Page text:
Fremont election coverage

This week’s East Bay Express has an article on the three (four?) -man race for Fremont mayor, and how it maps out in terms of the baseball village issue. The piece was penned by Robert Gammon, who also co-wrote the excellent “How we got to this point” article from two years ago. This comes on the heels of Wes Bowers’ coverage (Fremont Bulletin) of a candidate forum from two weeks ago.

During the initial discussions about the plan, both Mayor Bob Wasserman and Councilman Steve Cho painted themselves as supportive of it, though Cho distinguished himself in remarking that a public vote would be a proper thing to do. He also said at the time that he felt that voters would support the plan. Wasserman and the other council members did not support a referendum, declaring that they didn’t support ballot box planning.

The third mayoral candidate is former Mayor Gus Morrison, who was termed out prior to Wasserman assuming the reins. Morrison has been to date the most vocal critic of the plan, even after a one-on-one with Lew Wolff.

Morrison’s interest anti-growth stance has been well documented in Fremont. There’s an interesting wrinkle to it, captured in this quote:

“Originally downtown was supposed to be equidistant between 880 and 238. We had a plan for a life center when I left office the only life center between Oakland and Santana Row and it sort of died after I left,” he said. “Now the A’s want to come along and build a project with a life center the only one between Oakland and Santana Row and we can’t have two. There seems to be a conflict.”

So is the issue so much about the development in general, or where the development is located? There’s no chance of the A’s looking to downtown Fremont even though it has BART, because the area is 2 miles of traffic lights away from either 880 or 680. Are there business interests who’d prefer to push such a development downtown? Is that realistic?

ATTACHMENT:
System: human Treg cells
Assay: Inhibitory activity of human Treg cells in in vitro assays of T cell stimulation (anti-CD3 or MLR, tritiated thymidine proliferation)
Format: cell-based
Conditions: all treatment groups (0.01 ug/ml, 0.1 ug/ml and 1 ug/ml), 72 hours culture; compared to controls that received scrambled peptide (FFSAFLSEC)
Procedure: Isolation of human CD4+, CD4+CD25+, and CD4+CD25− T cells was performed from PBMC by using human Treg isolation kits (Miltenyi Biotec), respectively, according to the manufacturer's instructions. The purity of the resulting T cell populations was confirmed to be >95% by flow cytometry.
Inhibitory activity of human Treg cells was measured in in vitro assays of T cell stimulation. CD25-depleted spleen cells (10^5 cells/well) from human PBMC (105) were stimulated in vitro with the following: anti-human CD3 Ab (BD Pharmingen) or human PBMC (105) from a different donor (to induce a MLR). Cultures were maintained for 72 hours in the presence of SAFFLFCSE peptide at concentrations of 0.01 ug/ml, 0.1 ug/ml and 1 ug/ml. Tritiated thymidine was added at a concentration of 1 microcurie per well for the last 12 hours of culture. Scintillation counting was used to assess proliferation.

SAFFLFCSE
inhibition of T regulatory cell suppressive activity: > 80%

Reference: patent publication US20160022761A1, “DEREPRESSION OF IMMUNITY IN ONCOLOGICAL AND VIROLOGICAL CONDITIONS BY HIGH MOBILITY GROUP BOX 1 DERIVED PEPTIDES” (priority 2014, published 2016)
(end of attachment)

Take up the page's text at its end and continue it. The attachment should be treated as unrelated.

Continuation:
He’s not alone in his disapproval. Local Sierra Club chapter leader, Vinnie Bacon, is running for city council. Bacon has also been against the project from the beginning. Two city council spots are up for election, and those could also have a huge effect on the plan’s status. Cho’s term is up at the end of the year, as is Councilman Bob Wieckowski, a noted plan supporter.

A look at the LWV roster of candidates for the two council seats shows a laundry list of interests: public safety, budget/revenue matters, growth, business development. Another council candidate, Alan Stirling, is obviously anti-stadium when he said this:

“Not one sports stadium in the history of this country has been built without public money,” he said. “You have to look at your money when looking at this process. (Teams) have walked away from deals when public money wasn’t offered.”

I can name a stadium that was built without public money: Stanford Stadium. And it was built in record time, by a developer who knew what he wanted, and partnered with public and private entities to get it done. The quote above smacks of vague generalism, and isn’t reflective of the current political/economic environment in California, and to a finer point, the Bay Area.

I can’t say I know much about any of the other candidates. Planning commissioner Suzanne Chan and Larry Montgomery are supporters of the plan. Curiously, Montgomery supports building a convention center adjacent to the baseball village. As a San Jose resident, I’m an outsider to the process and have my own home issues to worry about (BART to San Jose).

The desirable outcome for plan supporters would be to have incumbents Wasserman and Wieckowski to keep their seats and leave the final seat up for grabs. Even if Bacon were to get the final seat, that would leave the Mayor and four out of five councilmembers as supporters of the plan. The nightmare scenario for the Wolffs would have Morrison winning and Bacon displacing Wieckowski.

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